Then the opponent they had been thinking about all day arrived.
“They’re here,” goalkeeper Clara Kassaraba said as her teammates turned to watch the Churchill players enter the Silver Spring school stadium.
Going into Monday afternoon, Northwood was 8-2, having transformed into a contender for Montgomery County after decades of serving as a doormat. Although nearly all of their players didn’t learn lacrosse until after they entered high school, the Gladiators finished 9-1 last year. This spring, they won their first division championship, adding a date to the women’s lacrosse blank banner in the school gymnasium.
Yet they had never beaten a school in one of the county’s wealthiest areas, where lacrosse’s popularity is booming and many players have the resources to start competing as children. Another opportunity presented itself when Churchill, the Potomac visitors, came to Northwood.
Most Silver Spring residents are middle class — the latest US Census data recorded a median household income of $88,274. But in a sport that has grown at varying rates in the DC area and costs thousands of dollars each year to excel, Northwood players feel at a disadvantage when aiming for county wrestling.
“Even though we’re excited and excited about this game, and we know we’ve got talent, I think somewhere in our minds there’s just this attitude of ‘We should lose to them,'” said senior defender Amelia Eisenmann. “Like: ‘They’re so much better. They are more privileged than us. I don’t think we hold a candle to them. ”
As freshmen at Northwood in the 2018-19 school year, Delaney and Heidi Clesner warmed up for basketball practice in the auxiliary gymnasium. Their friends died with spare lacrosse sticks, and the sisters decided to try a new sport.
The lacrosse coach was Jennifer Buckley, who coached the Clesners in college basketball. They had speed and talent, but until now, lacrosse was mostly foreign to them.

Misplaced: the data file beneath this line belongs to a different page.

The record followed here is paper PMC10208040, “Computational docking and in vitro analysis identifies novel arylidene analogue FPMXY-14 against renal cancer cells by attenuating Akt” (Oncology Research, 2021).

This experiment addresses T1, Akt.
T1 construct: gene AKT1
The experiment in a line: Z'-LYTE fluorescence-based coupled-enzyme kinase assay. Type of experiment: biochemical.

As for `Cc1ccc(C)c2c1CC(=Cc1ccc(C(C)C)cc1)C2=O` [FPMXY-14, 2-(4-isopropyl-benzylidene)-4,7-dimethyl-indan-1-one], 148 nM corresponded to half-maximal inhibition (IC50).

Silver Spring’s only youth lacrosse program, a recreational team called the Silver Spring Warriors, was forced to cut its women’s program for the 2015 season due to a lack of interest. He still struggles to form teams, even as youth programs flourish in wealthier areas.
“I mostly started playing sports through my friends, and I didn’t have any friends who played lacrosse,” said Heidi Clesner, who would be Northwood’s first player named to the all-county first team. . “I really didn’t know what the sport was, so I was like, ‘Why would I do that?’ ”
Buckley, a former Capitol Police officer who started coaching Northwood eight years ago, has refused to cut players so she can maximize use of the equipment, which costs at least $300 per athlete . She also hosted an alumni game, where she asked former players to donate equipment.
Still, some gamers were concerned about the cost. When forward Fatima Escobar lost her $40 glasses during the first week of training in 2019, she panicked and searched for them for a day.
“There’s such a big barrier to entry, given the financial cost of equipment,” said Matt Breslin, who runs youth lacrosse programs at Bethesda and DC. “Even people who have the means say to themselves, ‘Why am I spending $550 on a sport that I don’t even know if my child is going to like? » ”
After a 2019 season turnaround, Buckley, 43, convinced the Clesner twins to join a club team – where most college recruiting takes place. They traveled to Bethesda to find a competitive team, Next Level Lacrosse, which costs their family at least $4,000 a year.